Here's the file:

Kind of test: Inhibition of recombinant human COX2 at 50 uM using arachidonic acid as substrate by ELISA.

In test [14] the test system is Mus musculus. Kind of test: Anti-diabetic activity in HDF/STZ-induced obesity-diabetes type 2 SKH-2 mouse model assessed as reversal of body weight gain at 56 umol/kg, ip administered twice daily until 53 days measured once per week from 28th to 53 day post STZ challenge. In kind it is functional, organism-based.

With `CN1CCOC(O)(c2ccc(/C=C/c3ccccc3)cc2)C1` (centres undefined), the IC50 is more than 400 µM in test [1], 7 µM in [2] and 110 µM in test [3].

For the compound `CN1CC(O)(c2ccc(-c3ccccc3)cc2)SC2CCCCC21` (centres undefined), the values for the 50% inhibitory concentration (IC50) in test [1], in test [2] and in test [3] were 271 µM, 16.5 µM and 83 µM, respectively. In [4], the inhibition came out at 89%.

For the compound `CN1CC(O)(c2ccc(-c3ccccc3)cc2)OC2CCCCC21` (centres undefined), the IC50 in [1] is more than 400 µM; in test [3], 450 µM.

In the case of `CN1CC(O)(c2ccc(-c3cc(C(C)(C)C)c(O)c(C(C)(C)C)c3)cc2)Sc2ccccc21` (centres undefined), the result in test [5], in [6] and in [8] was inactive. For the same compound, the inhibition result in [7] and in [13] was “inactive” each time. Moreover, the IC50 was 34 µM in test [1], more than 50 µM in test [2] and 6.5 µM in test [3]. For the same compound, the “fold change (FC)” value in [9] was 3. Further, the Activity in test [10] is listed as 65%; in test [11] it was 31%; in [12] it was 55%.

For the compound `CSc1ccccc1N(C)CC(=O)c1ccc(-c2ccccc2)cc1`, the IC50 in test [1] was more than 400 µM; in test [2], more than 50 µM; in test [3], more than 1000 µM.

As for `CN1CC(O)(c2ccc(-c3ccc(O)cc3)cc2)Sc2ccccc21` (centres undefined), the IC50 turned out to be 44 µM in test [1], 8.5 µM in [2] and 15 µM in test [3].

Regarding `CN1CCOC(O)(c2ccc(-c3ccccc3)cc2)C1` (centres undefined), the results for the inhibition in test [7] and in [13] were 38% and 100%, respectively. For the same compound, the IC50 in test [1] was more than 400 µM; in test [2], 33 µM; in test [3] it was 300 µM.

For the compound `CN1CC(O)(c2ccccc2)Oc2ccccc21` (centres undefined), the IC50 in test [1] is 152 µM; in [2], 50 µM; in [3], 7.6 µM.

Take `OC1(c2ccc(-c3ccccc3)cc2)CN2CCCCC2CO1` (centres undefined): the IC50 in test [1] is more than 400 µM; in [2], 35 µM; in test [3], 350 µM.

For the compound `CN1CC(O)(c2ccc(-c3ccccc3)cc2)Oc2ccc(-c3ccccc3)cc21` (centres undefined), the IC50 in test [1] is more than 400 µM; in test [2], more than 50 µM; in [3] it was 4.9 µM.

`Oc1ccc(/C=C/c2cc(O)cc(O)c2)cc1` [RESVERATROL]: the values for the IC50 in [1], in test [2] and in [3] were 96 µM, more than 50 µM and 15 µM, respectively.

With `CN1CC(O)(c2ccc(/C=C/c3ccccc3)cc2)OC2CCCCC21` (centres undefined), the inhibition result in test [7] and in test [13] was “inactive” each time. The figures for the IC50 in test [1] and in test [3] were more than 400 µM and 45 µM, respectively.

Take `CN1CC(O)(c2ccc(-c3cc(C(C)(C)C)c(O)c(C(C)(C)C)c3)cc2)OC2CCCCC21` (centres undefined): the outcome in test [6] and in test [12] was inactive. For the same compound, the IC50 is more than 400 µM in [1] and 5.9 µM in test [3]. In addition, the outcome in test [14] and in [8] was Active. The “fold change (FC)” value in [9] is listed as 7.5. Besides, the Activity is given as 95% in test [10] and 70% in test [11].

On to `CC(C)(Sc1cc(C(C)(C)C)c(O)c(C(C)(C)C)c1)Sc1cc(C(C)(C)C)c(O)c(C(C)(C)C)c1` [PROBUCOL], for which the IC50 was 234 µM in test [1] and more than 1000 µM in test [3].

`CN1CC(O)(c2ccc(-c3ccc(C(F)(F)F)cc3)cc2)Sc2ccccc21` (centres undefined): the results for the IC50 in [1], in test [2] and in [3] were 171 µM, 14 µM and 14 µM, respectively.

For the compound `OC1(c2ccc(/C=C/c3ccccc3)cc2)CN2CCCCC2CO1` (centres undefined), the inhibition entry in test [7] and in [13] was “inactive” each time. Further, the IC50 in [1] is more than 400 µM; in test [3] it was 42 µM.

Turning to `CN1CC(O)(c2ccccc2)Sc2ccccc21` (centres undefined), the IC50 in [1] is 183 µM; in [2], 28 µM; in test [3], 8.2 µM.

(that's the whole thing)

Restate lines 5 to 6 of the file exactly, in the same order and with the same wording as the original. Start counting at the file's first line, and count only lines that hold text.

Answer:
For the compound `CN1CC(O)(c2ccc(-c3ccccc3)cc2)OC2CCCCC21` (centres undefined), the IC50 in [1] is more than 400 µM; in test [3], 450 µM.

In the case of `CN1CC(O)(c2ccc(-c3cc(C(C)(C)C)c(O)c(C(C)(C)C)c3)cc2)Sc2ccccc21` (centres undefined), the result in test [5], in [6] and in [8] was inactive. For the same compound, the inhibition result in [7] and in [13] was “inactive” each time. Moreover, the IC50 was 34 µM in test [1], more than 50 µM in test [2] and 6.5 µM in test [3]. For the same compound, the “fold change (FC)” value in [9] was 3. Further, the Activity in test [10] is listed as 65%; in test [11] it was 31%; in [12] it was 55%.